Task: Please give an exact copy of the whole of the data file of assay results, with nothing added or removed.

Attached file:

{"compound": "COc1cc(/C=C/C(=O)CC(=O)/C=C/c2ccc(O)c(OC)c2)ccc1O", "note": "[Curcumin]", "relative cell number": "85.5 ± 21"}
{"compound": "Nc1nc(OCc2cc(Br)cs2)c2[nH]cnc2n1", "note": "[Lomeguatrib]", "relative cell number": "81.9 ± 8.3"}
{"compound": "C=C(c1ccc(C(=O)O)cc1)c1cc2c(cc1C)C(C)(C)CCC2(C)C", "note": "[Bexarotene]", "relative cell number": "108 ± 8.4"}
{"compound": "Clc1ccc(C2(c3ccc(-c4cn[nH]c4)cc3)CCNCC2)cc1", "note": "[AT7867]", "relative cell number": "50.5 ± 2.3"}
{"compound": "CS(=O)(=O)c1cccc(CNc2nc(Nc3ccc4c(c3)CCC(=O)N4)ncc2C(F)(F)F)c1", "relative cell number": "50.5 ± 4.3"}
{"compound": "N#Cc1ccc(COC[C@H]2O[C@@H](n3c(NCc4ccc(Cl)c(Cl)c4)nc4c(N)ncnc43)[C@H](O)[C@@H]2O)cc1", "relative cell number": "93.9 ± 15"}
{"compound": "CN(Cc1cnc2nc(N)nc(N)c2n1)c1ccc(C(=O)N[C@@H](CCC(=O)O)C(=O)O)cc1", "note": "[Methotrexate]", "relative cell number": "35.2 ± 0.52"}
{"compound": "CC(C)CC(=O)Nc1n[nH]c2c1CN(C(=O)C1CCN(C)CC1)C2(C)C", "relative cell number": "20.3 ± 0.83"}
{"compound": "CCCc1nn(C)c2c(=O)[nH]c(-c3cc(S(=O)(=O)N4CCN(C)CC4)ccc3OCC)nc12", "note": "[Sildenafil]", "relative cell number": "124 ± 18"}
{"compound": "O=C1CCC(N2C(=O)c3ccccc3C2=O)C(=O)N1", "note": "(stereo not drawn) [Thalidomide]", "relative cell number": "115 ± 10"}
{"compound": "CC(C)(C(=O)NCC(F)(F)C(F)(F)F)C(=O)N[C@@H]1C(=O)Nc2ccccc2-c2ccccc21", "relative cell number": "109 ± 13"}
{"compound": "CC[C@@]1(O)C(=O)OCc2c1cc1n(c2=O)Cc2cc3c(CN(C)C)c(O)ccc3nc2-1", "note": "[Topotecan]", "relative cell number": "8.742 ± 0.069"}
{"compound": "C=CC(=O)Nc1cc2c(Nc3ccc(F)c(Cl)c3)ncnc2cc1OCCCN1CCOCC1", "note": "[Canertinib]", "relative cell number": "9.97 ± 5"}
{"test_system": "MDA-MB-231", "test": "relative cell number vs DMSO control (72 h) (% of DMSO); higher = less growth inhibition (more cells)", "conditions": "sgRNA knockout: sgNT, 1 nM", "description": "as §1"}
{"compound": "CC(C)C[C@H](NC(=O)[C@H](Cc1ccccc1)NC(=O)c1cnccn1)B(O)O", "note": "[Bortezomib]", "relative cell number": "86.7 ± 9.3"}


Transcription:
{"compound": "COc1cc(/C=C/C(=O)CC(=O)/C=C/c2ccc(O)c(OC)c2)ccc1O", "note": "[Curcumin]", "relative cell number": "85.5 ± 21"}
{"compound": "Nc1nc(OCc2cc(Br)cs2)c2[nH]cnc2n1", "note": "[Lomeguatrib]", "relative cell number": "81.9 ± 8.3"}
{"compound": "C=C(c1ccc(C(=O)O)cc1)c1cc2c(cc1C)C(C)(C)CCC2(C)C", "note": "[Bexarotene]", "relative cell number": "108 ± 8.4"}
{"compound": "Clc1ccc(C2(c3ccc(-c4cn[nH]c4)cc3)CCNCC2)cc1", "note": "[AT7867]", "relative cell number": "50.5 ± 2.3"}
{"compound": "CS(=O)(=O)c1cccc(CNc2nc(Nc3ccc4c(c3)CCC(=O)N4)ncc2C(F)(F)F)c1", "relative cell number": "50.5 ± 4.3"}
{"compound": "N#Cc1ccc(COC[C@H]2O[C@@H](n3c(NCc4ccc(Cl)c(Cl)c4)nc4c(N)ncnc43)[C@H](O)[C@@H]2O)cc1", "relative cell number": "93.9 ± 15"}
{"compound": "CN(Cc1cnc2nc(N)nc(N)c2n1)c1ccc(C(=O)N[C@@H](CCC(=O)O)C(=O)O)cc1", "note": "[Methotrexate]", "relative cell number": "35.2 ± 0.52"}
{"compound": "CC(C)CC(=O)Nc1n[nH]c2c1CN(C(=O)C1CCN(C)CC1)C2(C)C", "relative cell number": "20.3 ± 0.83"}
{"compound": "CCCc1nn(C)c2c(=O)[nH]c(-c3cc(S(=O)(=O)N4CCN(C)CC4)ccc3OCC)nc12", "note": "[Sildenafil]", "relative cell number": "124 ± 18"}
{"compound": "O=C1CCC(N2C(=O)c3ccccc3C2=O)C(=O)N1", "note": "(stereo not drawn) [Thalidomide]", "relative cell number": "115 ± 10"}
{"compound": "CC(C)(C(=O)NCC(F)(F)C(F)(F)F)C(=O)N[C@@H]1C(=O)Nc2ccccc2-c2ccccc21", "relative cell number": "109 ± 13"}
{"compound": "CC[C@@]1(O)C(=O)OCc2c1cc1n(c2=O)Cc2cc3c(CN(C)C)c(O)ccc3nc2-1", "note": "[Topotecan]", "relative cell number": "8.742 ± 0.069"}
{"compound": "C=CC(=O)Nc1cc2c(Nc3ccc(F)c(Cl)c3)ncnc2cc1OCCCN1CCOCC1", "note": "[Canertinib]", "relative cell number": "9.97 ± 5"}
{"test_system": "MDA-MB-231", "test": "relative cell number vs DMSO control (72 h) (% of DMSO); higher = less growth inhibition (more cells)", "conditions": "sgRNA knockout: sgNT, 1 nM", "description": "as §1"}
{"compound": "CC(C)C[C@H](NC(=O)[C@H](Cc1ccccc1)NC(=O)c1cnccn1)B(O)O", "note": "[Bortezomib]", "relative cell number": "86.7 ± 9.3"}